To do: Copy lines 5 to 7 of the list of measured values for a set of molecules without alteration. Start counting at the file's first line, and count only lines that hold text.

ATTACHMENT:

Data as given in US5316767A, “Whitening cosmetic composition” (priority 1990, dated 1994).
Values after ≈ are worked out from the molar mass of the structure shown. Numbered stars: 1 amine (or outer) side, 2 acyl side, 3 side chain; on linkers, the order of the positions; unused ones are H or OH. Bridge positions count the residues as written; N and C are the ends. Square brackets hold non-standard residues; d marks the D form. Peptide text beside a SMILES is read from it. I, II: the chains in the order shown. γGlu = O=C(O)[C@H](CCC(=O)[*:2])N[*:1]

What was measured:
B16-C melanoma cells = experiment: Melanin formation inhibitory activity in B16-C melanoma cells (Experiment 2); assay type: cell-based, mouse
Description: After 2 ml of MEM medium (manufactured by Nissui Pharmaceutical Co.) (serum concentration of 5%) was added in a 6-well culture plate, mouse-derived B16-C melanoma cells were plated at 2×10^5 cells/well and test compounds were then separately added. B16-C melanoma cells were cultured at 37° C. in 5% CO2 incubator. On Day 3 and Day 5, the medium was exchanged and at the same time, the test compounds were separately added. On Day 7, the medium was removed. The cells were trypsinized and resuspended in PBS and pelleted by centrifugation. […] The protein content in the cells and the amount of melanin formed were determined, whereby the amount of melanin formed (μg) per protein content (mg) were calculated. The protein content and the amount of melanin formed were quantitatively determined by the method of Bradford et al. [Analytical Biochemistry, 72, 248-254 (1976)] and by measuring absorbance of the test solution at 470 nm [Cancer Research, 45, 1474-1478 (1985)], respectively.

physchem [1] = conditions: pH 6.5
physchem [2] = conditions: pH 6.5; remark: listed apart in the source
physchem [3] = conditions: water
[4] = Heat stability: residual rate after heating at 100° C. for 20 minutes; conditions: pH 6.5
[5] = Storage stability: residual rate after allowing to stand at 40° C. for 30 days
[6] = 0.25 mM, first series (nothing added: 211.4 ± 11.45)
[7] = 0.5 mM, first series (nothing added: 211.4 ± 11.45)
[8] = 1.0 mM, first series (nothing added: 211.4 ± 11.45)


Description: After 2 ml of MEM medium (manufactured by Nissui Pharmaceutical Co.) (serum concentration of 5%) was added in a 6-well culture plate, mouse-derived B16-C melanoma cells were plated at 2×10^5 cells/well and test compounds were then separately added. B16-C melanoma cells were cultured at 37° C. in 5% CO2 incubator. On Day 3 and Day 5, the medium was exchanged and at the same time, the test compounds were separately added. On Day 7, the medium was removed. The cells were trypsinized and resuspended in PBS and pelleted by centrifugation. […] The protein content in the cells and the amount of melanin formed were determined, whereby the amount of melanin formed (μg) per protein content (mg) were calculated. The protein content and the amount of melanin formed were quantitatively determined by the method of Bradford et al. [Analytical Biochemistry, 72, 248-254 (1976)] and by measuring absorbance of the test solution at 470 nm [Cancer Research, 45, 1474-1478 (1985)], respectively.

physchem [1] = conditions: pH 6.5
physchem [2] = conditions: pH 6.5; remark: listed apart in the source